Student Career Hacks
Student Career Hacks
17 December, 2015We study in secondary school to get good marks so that we can go to a good university so that we can get good marks so that we can get a good job and earn lots of money and be successful and therefore happy. …Or so that’s what we’ve been told. By now we’re aware enough to know that money does not always necessarily equal happiness, but regardless of your motivations for being at uni, employability is a quality we all need and are striving for. Here are five practical things you can do right now during your three or four years at university to boost your employability as much as possible before moving into the working world.
Join societies related to your degree
This might seem like a no-brainer, but you’d be surprised at how many people aren’t actually involved in any societies. Demonstrate to future employers that you are engaged in your field and have some kind of working experience in it, whether it’s organising an event for the society or publishing an article. Plus points if you’re on the committee.
Looking for an internship? Email companies like crazy.
Sometimes getting work experience involves research. You need to do more than send in an impersonal CV and cover letter to an opening that is inundated with applicants. Often, you have to put in your own work, research local and smaller businesses or companies, and just send a friendly email. Even if there’s nothing available, you’ve made a connection, so keep in contact with that person and keep making occasional enquiries. If you show you’re committed to their company, they’re more likely to take you on.
And remember, there are loads of great opportunities out there if you look for them. If you need inspiration, Instant Impact is running a Student Summer Internship Programme that you should definitely check out!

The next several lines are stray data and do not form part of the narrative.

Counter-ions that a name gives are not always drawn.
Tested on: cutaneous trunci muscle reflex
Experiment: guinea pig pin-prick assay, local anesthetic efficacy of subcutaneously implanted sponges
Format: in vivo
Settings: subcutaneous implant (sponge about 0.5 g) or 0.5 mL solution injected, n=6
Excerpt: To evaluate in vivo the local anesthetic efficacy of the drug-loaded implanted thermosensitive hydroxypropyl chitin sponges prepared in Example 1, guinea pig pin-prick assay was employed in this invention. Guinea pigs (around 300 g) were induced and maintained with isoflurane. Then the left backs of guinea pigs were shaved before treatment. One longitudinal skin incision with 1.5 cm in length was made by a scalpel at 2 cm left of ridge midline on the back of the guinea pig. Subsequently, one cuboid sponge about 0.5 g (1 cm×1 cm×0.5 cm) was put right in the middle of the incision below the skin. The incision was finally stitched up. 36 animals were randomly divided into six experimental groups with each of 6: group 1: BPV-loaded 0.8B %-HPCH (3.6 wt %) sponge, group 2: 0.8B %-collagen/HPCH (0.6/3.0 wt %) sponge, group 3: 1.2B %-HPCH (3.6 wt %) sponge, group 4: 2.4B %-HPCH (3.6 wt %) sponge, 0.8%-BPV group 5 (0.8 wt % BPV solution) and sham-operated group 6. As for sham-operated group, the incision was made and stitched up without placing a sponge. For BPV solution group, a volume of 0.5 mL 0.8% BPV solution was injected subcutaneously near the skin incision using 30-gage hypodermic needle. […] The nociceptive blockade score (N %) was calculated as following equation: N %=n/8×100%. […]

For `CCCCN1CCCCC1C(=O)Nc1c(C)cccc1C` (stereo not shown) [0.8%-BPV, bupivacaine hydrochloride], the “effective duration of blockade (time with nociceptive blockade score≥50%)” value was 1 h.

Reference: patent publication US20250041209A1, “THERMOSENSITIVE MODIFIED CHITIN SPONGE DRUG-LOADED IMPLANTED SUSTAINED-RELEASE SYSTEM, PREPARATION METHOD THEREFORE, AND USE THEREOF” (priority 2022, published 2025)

On that note, don’t be too proud to volunteer!
Whilst unpaid internships are exploitative and we need to take more steps to end them, some voluntary work experience can go a long way. You’re a university student with (probably) little to no experience working full-time, and the assumption is you’re more committed to your degree than to anything else. Gaining volunteer work, or shadowing someone in a particular field, is a solid way to show your commitment. Just make sure the employer isn’t exploiting you and making you work for them for free!
Get in contact with your Careers Centre.
It’s never too early to drop in to see a Careers Advisor and talk about your prospects. They will navigate you around any resources they have available, opportunities open at the university or local areas, and sometimes you might even be able to ask for a contact! Even if you think your Careers Centre is ‘useless’ there is something (no matter how small) you can glean from it.
Sign up to Instant Impact.
This might be shameless self-promoting—but it’s true. Signing up to newsletters from recruiting agencies opens you up to a whole world of opportunities that are otherwise hidden. At Instant Impact, the service we provide is personalised to your interests and needs, and doesn’t cost a thing. So why wouldn’t you sign up?
Written by Vienna Kim - Student Brand Ambassador
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